British Columbia Field Notes


Japanese brides drink red wine in the rose garden;
patches of snow (all the way from here to Hokkaido) .


The inhabitants of this continent eat potatoes for breakfast
their coffee is German (or Polish) not Italian;
they mix the sweet with the savoury.

The houses could be in Wolverhampton
the apartments, Irkutsk;
from Beacon Hill the horizon is American.

Seabirds (sooty gulls? Pacific gulls?)
appear outsize on the entablatures.
Techno resonates from a distant car.

Attached to the old meridian,
a siren carries me back to Brisbane.
When I wake I don't know where I am.


From an old photograph, the movement of redwoods,
heads and faces imposed upon stages of totem;
deities vomited up outside the weatherboards.


Circa 1890
jail sentences imposed for potlatch because
the government thought it wrong
that the people should receive, gratis, sewing machines;

an assumption that existence, no longer considered
should obey
the laws of economics
(all other kinds of transaction,
politics, art
subsumed or erased
as extravagant or
unnecessary entities.

Item: a silver mask
partly burnt
on entry
into the Christian life.

Smallpox 1862,
again, in Vancouver, 1888-90.

In the period of measured history
the events are too familiar:
logging, the fur trade, mineral extraction;

on the flat calm of Georgia Strait
chained timbers float,
the beach shored up with dead wood.

Advent 1843 or thereabouts.


In the hall beneath the smoke hole
shadows give life to shapes
discovered in redwood trunks
(beaks and other protuberances added on) ,

figures produced from figures,
from the womb or from the mouth,
as naming regenerates the dead
(and the sur-name, imposed,

breaks this continuity for another:
the purpose of statistics and control,
a hunt for ‘the family'
as normative ethnology.


The Provincial Legislature appears
"like the Brighton Pavilion
backed by the Himalayas": a Brighton
gargantuan and colourless;
high Victoriana
larger than the governance halls of whole nations.

The Empress Hotel - 1908
built on reclaimed land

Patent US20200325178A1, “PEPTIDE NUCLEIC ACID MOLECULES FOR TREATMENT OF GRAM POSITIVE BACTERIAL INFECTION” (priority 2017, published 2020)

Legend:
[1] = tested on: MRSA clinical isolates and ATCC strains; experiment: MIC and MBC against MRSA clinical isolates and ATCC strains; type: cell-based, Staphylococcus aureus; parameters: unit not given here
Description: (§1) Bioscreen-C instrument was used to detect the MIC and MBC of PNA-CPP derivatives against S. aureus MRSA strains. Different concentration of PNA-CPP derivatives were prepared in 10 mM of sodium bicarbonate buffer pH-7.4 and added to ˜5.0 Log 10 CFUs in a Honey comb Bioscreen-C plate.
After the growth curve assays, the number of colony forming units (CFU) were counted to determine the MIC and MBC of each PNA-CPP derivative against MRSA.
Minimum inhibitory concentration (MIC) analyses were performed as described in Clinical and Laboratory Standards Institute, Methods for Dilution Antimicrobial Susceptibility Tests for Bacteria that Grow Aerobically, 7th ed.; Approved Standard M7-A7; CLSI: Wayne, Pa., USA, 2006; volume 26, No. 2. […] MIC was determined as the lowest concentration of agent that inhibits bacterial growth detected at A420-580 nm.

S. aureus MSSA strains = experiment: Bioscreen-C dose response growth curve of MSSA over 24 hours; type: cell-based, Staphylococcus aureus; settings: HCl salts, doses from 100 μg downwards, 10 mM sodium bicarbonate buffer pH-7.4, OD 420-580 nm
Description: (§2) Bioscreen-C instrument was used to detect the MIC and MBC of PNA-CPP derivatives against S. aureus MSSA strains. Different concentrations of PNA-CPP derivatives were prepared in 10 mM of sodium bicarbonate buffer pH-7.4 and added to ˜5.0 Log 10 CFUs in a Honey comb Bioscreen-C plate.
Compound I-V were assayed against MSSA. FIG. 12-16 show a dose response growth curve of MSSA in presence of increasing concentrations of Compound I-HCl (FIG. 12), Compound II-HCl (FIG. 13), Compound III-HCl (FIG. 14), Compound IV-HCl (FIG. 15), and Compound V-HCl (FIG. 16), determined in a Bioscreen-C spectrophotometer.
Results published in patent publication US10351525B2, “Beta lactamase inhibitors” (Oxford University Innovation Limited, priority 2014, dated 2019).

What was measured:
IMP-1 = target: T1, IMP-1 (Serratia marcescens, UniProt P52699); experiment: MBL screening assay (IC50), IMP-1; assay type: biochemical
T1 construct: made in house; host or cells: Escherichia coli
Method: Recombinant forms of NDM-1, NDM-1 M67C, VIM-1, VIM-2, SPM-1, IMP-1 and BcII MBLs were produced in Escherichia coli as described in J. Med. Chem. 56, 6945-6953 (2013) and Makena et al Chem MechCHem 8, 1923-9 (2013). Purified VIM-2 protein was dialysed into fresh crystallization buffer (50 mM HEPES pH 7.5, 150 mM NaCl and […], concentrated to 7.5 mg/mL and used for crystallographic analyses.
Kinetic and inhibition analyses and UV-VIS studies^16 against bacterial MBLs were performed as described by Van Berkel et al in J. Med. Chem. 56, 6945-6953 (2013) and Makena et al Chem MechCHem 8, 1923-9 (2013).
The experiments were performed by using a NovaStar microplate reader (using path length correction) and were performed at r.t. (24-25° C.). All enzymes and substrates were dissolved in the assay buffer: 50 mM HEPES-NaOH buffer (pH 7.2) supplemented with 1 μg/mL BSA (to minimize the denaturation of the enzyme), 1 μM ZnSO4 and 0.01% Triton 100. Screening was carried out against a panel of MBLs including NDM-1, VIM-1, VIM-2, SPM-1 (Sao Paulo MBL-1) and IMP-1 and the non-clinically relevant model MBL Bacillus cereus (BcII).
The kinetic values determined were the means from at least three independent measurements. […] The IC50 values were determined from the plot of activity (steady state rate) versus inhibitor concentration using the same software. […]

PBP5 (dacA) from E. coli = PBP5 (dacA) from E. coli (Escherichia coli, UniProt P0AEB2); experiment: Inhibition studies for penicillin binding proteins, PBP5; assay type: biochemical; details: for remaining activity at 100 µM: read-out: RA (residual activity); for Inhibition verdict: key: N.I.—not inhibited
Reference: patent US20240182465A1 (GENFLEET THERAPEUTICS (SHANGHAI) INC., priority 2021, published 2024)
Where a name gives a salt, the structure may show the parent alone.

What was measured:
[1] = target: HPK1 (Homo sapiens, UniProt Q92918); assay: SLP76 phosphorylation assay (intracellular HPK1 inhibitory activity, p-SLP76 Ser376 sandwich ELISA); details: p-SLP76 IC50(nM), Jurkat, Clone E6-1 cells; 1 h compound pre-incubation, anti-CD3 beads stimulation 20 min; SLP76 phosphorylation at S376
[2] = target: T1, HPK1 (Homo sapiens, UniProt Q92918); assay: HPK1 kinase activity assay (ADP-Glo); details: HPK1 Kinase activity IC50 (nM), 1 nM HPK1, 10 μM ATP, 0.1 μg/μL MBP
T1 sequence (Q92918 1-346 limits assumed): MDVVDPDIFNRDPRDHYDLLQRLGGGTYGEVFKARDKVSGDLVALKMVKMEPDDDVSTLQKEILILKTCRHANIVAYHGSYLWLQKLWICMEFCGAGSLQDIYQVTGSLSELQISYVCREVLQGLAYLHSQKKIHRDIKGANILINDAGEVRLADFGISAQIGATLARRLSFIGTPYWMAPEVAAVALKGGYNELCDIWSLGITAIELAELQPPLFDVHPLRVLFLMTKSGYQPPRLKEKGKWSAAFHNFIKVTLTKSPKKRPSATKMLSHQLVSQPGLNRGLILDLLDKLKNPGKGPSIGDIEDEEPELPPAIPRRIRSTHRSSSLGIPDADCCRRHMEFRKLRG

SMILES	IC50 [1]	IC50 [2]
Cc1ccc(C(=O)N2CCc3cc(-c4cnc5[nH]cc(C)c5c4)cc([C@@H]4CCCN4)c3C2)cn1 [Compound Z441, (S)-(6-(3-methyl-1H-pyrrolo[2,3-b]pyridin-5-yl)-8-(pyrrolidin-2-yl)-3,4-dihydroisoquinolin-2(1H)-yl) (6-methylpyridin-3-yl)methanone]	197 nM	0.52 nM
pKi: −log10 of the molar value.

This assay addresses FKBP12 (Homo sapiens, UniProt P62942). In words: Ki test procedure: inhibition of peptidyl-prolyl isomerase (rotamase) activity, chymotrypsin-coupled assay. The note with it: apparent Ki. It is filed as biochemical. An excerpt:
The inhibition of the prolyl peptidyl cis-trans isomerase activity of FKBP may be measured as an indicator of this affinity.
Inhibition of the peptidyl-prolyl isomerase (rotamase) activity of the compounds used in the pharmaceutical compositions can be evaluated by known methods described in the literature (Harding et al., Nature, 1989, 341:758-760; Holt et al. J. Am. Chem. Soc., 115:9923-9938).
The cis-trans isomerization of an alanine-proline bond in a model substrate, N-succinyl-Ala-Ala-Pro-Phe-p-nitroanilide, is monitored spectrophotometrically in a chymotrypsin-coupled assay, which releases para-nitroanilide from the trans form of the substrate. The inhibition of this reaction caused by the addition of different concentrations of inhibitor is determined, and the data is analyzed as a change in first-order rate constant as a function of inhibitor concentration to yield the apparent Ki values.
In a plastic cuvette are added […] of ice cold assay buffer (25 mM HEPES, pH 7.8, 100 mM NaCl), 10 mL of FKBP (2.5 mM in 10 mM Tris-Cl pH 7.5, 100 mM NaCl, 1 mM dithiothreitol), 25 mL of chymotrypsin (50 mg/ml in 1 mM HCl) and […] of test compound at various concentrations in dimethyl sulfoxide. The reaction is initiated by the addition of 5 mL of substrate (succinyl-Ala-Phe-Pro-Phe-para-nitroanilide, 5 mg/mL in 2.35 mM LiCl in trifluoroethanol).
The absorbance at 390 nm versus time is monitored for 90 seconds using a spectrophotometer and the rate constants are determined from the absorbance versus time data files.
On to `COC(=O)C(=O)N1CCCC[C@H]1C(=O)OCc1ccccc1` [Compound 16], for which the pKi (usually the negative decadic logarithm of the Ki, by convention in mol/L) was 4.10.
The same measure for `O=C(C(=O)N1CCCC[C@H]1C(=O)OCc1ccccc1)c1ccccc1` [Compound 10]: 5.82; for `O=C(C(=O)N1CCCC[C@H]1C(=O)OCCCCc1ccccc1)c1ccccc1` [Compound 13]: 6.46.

(back at this smaller establishment
a light well, grimy astroturf at its base,
rear of a nearby hotel
its regular windows,
a low sky over placid water of James Bay

(invisible from here) .


Though the air chills
the thick green is summer,
a late light on the horizon,
across the esplanade
moored bulk carriers
the wooded park at UBC.

Cirrus clouds grid
at cross-purpose, around the point
in the wind of English Bay,

the colours of buildings luminous
against the clouds, the shadowed mountains;

two yellow cones of sulphur
across Burrard Inlet, a space
beneath the bridge (the Lion Gate)
denoted Indian Reserve #5.


Emily Carr's cowled or hooded trees,
her grids of darkness and light

(the provincial dilemma: is the work overvalued
regionally? nationally? because she's ‘ours'?)

those vertical totems, the trees themselves
and what shadows they make available;

under the cool white dome of the Vancouver gallery
these charcoals imitate the sky, cirrus and crossbar,

as I catch the trolley back to West End.


Apartments date mainly from the 1950s,
an erasure of wooden housing from the city to Stanley Park.

Burrard Inlet is still a working harbour
(containers, sulphur and woodchips)

logs chained, floating downstream
the odd escapee beached and weathered

fit for sunbathers to shelter, leeward from ocean wind
or rest a bicycle against.


The disposition of things.

Neighbourhoods of a strange city
escape from the map;
a district without ________ [name the missing convenience].

These tall glass buildings
in front of snow patches,

mountains at the end of every street.


Hotel ceilings creak,
beams visible through plaster,

voices audible;
an extractor groans.

From the bus stop you can look down, either direction
to Burrard Inlet or English Bay.


Go to where the trees cross the numbers
to spend money near Arbutus and 4th,

Kitsilano; the houses protected
by security firms, back onto the water

as the city towers appear, whitened
in a bleaching wind, against the mountains and clouds;

to Green College, UBC - Arts & Crafts in an English garden,
bagels over the Georgia Strait

(below, on Third Beach: rocks
woodchips, nudists and Italian fishermen.


Bill Reid's
glacial curvature of bird shapes
fits the materials
to the landscape

and the body
(fine delineations
of a bracelet) .

Old people tell each other what's happening
as they read museum labels, dramatising the educative;

a Haida man
spends all day in a dark room


Victoria below, then, south, the Olympics,
Washington State's snow ridges.

Cartoon birds on a washed-out screen.

Diagonally back, two Canadian businessmen
(retired) register anecdotes and statistics

all the way to Honolulu.

Diane Hine 03 May 2012

Pared back travelogue-much more interesting than a slide-show.

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